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Language Planning as a Sociolinguistic Experiment

By: Ernst Jahr

Provides richly detailed insight into the uniqueness of the Norwegian language development. Marks the 200th anniversary of the birth of the Norwegian nation following centuries of Danish rule


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Acquiring Phonology: A Cross-Generational Case-Study

By Neil Smith

The study also highlights the constructs of current linguistic theory, arguing for distinctive features and the notion 'onset' and against some of the claims of Optimality Theory and Usage-based accounts.


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Language Production and Interpretation: Linguistics meets Cognition

By Henk Zeevat

The importance of Henk Zeevat's new monograph cannot be overstated. [...] I recommend it to anyone who combines interests in language, logic, and computation [...]. David Beaver, University of Texas at Austin


Academic Paper


Title: 'Phrase structure vs. dependency: The analysis of Welsh syntactic soft mutation'
Author: MaggieTallerman
Email: click here to access email
Homepage: 'http://www.ncl.ac.uk/elll/staff/profile/maggie.tallerman'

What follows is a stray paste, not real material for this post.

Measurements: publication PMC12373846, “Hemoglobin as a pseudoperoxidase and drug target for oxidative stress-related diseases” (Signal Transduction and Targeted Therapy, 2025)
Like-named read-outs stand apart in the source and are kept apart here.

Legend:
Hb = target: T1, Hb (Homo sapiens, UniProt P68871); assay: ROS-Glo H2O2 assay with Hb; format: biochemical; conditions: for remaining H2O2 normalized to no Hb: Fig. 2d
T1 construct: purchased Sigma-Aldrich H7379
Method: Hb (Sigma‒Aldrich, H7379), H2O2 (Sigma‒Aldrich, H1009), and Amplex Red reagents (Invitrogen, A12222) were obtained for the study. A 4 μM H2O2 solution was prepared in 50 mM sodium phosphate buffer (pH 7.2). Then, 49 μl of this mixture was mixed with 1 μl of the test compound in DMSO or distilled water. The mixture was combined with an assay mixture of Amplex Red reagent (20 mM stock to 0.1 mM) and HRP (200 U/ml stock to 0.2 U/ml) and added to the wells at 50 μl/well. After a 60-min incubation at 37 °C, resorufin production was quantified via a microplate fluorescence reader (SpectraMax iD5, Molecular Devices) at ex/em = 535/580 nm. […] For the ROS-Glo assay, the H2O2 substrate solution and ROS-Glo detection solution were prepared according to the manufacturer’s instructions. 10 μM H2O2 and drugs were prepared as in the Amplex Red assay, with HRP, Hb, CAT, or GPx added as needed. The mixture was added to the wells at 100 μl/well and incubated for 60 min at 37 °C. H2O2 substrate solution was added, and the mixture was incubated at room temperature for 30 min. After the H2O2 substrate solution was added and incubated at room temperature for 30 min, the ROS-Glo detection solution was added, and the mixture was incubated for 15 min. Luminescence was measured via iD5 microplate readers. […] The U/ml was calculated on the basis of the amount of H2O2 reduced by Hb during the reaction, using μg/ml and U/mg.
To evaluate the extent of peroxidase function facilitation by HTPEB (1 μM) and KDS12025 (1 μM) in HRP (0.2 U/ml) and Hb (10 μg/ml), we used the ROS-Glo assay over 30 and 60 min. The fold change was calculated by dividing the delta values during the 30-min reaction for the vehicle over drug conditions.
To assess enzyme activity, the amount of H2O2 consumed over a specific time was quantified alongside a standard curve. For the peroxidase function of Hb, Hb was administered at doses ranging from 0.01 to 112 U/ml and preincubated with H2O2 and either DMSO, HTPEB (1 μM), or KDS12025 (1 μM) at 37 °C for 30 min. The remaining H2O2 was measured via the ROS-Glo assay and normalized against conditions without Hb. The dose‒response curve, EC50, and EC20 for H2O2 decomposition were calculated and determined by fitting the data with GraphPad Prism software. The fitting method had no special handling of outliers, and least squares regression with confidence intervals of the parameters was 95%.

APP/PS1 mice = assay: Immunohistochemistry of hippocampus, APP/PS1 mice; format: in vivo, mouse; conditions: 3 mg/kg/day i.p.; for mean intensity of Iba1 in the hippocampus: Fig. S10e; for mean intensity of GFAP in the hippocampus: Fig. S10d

Institution: 'Newcastle University'
Linguistic Field: 'Syntax'
Abstract: Most familiar syntactic frameworks recognize the category ‘phrase’, and are built around phrase structure relationships. However, the Word Grammar dependency model does not acknowledge the category ‘phrase’ as a primitive in the grammar; instead, all relationships are word-based, with phrases having no syntactic status. Here, I investigate the theoretical validity of the notion ‘phrase’ by examining the phenomenon in Welsh known as syntactic soft mutation, contrasting a phrase-based account with a dependency account. I conclude that an empirically adequate analysis of syntactic soft mutation must make reference to phrases as a category, thus ruling out the dependency account. A further theoretical question concerns the role played in the grammar by syntactically present but phonetically unrealized elements, including empty categories such as wh-traces and unrealized material in ellipsis. Syntactic soft mutation proves an interesting testing ground in these contexts, but the data again fail to support the dependency account. The conclusion is that a phrase-based account of the mutation is better motivated and empirically more accurate than the alternative dependency account.

CUP at LINGUIST

This article appears in Journal of Linguistics Vol. 45, Issue 1, which you can read on Cambridge's site or on LINGUIST .



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